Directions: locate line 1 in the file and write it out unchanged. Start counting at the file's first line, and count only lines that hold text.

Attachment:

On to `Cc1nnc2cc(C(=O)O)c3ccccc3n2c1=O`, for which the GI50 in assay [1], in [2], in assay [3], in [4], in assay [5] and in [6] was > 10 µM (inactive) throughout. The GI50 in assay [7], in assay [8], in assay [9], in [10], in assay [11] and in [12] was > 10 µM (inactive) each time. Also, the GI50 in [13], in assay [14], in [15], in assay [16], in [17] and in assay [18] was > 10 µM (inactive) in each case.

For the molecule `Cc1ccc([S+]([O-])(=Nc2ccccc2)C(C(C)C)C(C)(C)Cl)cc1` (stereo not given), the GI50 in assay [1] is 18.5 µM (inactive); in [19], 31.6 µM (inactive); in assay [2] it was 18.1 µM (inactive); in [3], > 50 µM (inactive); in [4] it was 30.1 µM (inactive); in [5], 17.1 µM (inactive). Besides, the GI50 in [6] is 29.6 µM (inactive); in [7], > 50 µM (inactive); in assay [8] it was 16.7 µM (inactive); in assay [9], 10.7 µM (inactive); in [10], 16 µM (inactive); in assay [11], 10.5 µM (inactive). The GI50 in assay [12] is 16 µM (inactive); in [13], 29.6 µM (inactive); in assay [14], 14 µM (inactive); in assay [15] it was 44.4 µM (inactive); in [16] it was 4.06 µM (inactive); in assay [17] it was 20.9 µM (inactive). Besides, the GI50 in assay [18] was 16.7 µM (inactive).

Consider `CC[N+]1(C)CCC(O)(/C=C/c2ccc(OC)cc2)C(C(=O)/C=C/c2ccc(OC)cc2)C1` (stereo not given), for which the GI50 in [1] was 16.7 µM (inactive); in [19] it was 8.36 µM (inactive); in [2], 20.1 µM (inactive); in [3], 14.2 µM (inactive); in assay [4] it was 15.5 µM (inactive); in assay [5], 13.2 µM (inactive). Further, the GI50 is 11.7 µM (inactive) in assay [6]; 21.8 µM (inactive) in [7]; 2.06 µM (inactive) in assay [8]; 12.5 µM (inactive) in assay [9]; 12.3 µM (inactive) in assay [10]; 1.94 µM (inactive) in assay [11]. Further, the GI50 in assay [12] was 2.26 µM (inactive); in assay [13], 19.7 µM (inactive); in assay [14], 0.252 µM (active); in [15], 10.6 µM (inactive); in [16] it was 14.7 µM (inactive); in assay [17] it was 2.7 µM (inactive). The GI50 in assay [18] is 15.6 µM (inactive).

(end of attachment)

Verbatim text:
On to `Cc1nnc2cc(C(=O)O)c3ccccc3n2c1=O`, for which the GI50 in assay [1], in [2], in assay [3], in [4], in assay [5] and in [6] was > 10 µM (inactive) throughout. The GI50 in assay [7], in assay [8], in assay [9], in [10], in assay [11] and in [12] was > 10 µM (inactive) each time. Also, the GI50 in [13], in assay [14], in [15], in assay [16], in [17] and in assay [18] was > 10 µM (inactive) in each case.